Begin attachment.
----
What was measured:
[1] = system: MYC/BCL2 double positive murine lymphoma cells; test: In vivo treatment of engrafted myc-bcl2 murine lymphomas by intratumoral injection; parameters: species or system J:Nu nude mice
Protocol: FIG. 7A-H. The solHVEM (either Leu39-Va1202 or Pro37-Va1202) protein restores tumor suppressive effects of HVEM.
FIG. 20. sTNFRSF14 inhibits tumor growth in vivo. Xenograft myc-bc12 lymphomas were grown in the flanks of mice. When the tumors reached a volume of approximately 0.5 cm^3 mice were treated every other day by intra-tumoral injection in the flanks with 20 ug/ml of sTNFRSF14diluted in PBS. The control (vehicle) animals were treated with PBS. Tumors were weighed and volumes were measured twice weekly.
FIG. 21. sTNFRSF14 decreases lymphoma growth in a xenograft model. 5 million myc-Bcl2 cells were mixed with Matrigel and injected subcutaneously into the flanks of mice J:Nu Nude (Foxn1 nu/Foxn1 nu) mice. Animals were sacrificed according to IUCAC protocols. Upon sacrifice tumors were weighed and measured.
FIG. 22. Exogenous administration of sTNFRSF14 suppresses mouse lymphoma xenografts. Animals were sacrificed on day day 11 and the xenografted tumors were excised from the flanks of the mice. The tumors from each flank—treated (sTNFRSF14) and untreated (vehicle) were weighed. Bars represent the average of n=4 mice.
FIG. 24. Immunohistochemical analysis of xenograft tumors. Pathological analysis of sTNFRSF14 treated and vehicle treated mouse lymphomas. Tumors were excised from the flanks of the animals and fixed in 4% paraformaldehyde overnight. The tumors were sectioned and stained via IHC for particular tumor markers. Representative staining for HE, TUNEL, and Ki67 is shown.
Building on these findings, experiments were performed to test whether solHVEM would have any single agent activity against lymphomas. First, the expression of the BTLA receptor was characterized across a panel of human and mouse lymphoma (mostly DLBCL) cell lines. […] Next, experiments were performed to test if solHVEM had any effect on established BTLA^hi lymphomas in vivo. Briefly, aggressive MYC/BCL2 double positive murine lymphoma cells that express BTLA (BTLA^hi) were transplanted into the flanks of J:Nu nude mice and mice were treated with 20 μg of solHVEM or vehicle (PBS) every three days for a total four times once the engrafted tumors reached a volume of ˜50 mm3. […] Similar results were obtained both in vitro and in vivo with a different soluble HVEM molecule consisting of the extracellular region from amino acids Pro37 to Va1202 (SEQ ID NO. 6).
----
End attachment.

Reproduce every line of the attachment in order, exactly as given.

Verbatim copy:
What was measured:
[1] = system: MYC/BCL2 double positive murine lymphoma cells; test: In vivo treatment of engrafted myc-bcl2 murine lymphomas by intratumoral injection; parameters: species or system J:Nu nude mice
Protocol: FIG. 7A-H. The solHVEM (either Leu39-Va1202 or Pro37-Va1202) protein restores tumor suppressive effects of HVEM.
FIG. 20. sTNFRSF14 inhibits tumor growth in vivo. Xenograft myc-bc12 lymphomas were grown in the flanks of mice. When the tumors reached a volume of approximately 0.5 cm^3 mice were treated every other day by intra-tumoral injection in the flanks with 20 ug/ml of sTNFRSF14diluted in PBS. The control (vehicle) animals were treated with PBS. Tumors were weighed and volumes were measured twice weekly.
FIG. 21. sTNFRSF14 decreases lymphoma growth in a xenograft model. 5 million myc-Bcl2 cells were mixed with Matrigel and injected subcutaneously into the flanks of mice J:Nu Nude (Foxn1 nu/Foxn1 nu) mice. Animals were sacrificed according to IUCAC protocols. Upon sacrifice tumors were weighed and measured.
FIG. 22. Exogenous administration of sTNFRSF14 suppresses mouse lymphoma xenografts. Animals were sacrificed on day day 11 and the xenografted tumors were excised from the flanks of the mice. The tumors from each flank—treated (sTNFRSF14) and untreated (vehicle) were weighed. Bars represent the average of n=4 mice.
FIG. 24. Immunohistochemical analysis of xenograft tumors. Pathological analysis of sTNFRSF14 treated and vehicle treated mouse lymphomas. Tumors were excised from the flanks of the animals and fixed in 4% paraformaldehyde overnight. The tumors were sectioned and stained via IHC for particular tumor markers. Representative staining for HE, TUNEL, and Ki67 is shown.
Building on these findings, experiments were performed to test whether solHVEM would have any single agent activity against lymphomas. First, the expression of the BTLA receptor was characterized across a panel of human and mouse lymphoma (mostly DLBCL) cell lines. […] Next, experiments were performed to test if solHVEM had any effect on established BTLA^hi lymphomas in vivo. Briefly, aggressive MYC/BCL2 double positive murine lymphoma cells that express BTLA (BTLA^hi) were transplanted into the flanks of J:Nu nude mice and mice were treated with 20 μg of solHVEM or vehicle (PBS) every three days for a total four times once the engrafted tumors reached a volume of ˜50 mm3. […] Similar results were obtained both in vitro and in vivo with a different soluble HVEM molecule consisting of the extracellular region from amino acids Pro37 to Va1202 (SEQ ID NO. 6).